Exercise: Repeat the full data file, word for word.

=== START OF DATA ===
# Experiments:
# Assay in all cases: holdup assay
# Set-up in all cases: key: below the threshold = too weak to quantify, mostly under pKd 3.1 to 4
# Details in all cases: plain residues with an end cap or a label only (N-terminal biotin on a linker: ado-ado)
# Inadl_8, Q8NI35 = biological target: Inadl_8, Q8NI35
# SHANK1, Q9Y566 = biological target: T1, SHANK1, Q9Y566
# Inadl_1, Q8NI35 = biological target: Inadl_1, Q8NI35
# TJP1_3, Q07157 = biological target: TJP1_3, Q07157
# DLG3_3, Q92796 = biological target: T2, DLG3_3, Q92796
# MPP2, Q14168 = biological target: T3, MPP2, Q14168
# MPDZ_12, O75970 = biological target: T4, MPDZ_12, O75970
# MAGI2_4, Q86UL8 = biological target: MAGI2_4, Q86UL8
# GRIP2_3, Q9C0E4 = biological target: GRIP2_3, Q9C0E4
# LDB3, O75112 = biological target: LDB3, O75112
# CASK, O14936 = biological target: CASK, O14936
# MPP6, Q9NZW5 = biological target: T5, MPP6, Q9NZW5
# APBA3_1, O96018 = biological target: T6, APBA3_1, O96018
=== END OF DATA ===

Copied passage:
# Experiments:
# Assay in all cases: holdup assay
# Set-up in all cases: key: below the threshold = too weak to quantify, mostly under pKd 3.1 to 4
# Details in all cases: plain residues with an end cap or a label only (N-terminal biotin on a linker: ado-ado)
# Inadl_8, Q8NI35 = biological target: Inadl_8, Q8NI35
# SHANK1, Q9Y566 = biological target: T1, SHANK1, Q9Y566
# Inadl_1, Q8NI35 = biological target: Inadl_1, Q8NI35
# TJP1_3, Q07157 = biological target: TJP1_3, Q07157
# DLG3_3, Q92796 = biological target: T2, DLG3_3, Q92796
# MPP2, Q14168 = biological target: T3, MPP2, Q14168
# MPDZ_12, O75970 = biological target: T4, MPDZ_12, O75970
# MAGI2_4, Q86UL8 = biological target: MAGI2_4, Q86UL8
# GRIP2_3, Q9C0E4 = biological target: GRIP2_3, Q9C0E4
# LDB3, O75112 = biological target: LDB3, O75112
# CASK, O14936 = biological target: CASK, O14936
# MPP6, Q9NZW5 = biological target: T5, MPP6, Q9NZW5
# APBA3_1, O96018 = biological target: T6, APBA3_1, O96018